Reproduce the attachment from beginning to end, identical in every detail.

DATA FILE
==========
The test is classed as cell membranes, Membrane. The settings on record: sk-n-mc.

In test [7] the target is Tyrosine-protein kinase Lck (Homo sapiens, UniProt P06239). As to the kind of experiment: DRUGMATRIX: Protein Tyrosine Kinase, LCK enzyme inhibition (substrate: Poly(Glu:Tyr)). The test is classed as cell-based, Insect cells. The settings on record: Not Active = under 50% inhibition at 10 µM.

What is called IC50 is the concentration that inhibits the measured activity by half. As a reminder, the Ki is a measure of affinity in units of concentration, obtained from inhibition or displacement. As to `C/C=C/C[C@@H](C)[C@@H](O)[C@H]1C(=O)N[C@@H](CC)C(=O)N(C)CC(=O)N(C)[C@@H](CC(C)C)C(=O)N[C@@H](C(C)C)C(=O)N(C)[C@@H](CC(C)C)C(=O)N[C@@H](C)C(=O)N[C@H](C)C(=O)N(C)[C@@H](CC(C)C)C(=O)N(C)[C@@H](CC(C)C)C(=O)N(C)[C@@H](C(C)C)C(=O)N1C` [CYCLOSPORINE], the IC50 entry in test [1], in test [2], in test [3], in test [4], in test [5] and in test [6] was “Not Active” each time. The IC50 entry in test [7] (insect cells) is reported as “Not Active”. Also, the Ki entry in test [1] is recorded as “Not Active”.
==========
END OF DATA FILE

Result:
The test is classed as cell membranes, Membrane. The settings on record: sk-n-mc.

In test [7] the target is Tyrosine-protein kinase Lck (Homo sapiens, UniProt P06239). As to the kind of experiment: DRUGMATRIX: Protein Tyrosine Kinase, LCK enzyme inhibition (substrate: Poly(Glu:Tyr)). The test is classed as cell-based, Insect cells. The settings on record: Not Active = under 50% inhibition at 10 µM.

What is called IC50 is the concentration that inhibits the measured activity by half. As a reminder, the Ki is a measure of affinity in units of concentration, obtained from inhibition or displacement. As to `C/C=C/C[C@@H](C)[C@@H](O)[C@H]1C(=O)N[C@@H](CC)C(=O)N(C)CC(=O)N(C)[C@@H](CC(C)C)C(=O)N[C@@H](C(C)C)C(=O)N(C)[C@@H](CC(C)C)C(=O)N[C@@H](C)C(=O)N[C@H](C)C(=O)N(C)[C@@H](CC(C)C)C(=O)N(C)[C@@H](CC(C)C)C(=O)N(C)[C@@H](C(C)C)C(=O)N1C` [CYCLOSPORINE], the IC50 entry in test [1], in test [2], in test [3], in test [4], in test [5] and in test [6] was “Not Active” each time. The IC50 entry in test [7] (insect cells) is reported as “Not Active”. Also, the Ki entry in test [1] is recorded as “Not Active”.